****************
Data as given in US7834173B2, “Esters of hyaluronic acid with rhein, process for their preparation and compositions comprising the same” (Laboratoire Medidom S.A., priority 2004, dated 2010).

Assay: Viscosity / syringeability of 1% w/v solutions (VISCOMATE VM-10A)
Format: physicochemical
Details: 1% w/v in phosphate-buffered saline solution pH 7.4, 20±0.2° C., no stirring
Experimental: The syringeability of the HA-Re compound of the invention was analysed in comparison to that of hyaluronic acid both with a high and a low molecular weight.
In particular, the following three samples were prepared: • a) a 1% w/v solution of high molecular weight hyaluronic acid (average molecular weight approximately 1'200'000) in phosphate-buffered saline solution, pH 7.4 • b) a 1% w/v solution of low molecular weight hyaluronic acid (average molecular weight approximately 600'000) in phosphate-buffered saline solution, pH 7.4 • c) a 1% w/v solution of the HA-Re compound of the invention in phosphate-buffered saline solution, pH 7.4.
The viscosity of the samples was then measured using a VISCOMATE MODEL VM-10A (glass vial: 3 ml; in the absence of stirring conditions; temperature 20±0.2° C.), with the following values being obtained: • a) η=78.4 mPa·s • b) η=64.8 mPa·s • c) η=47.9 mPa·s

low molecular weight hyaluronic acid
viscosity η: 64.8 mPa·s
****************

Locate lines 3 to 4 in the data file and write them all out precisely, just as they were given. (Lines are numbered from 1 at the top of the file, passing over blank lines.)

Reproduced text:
Format: physicochemical
Details: 1% w/v in phosphate-buffered saline solution pH 7.4, 20±0.2° C., no stirring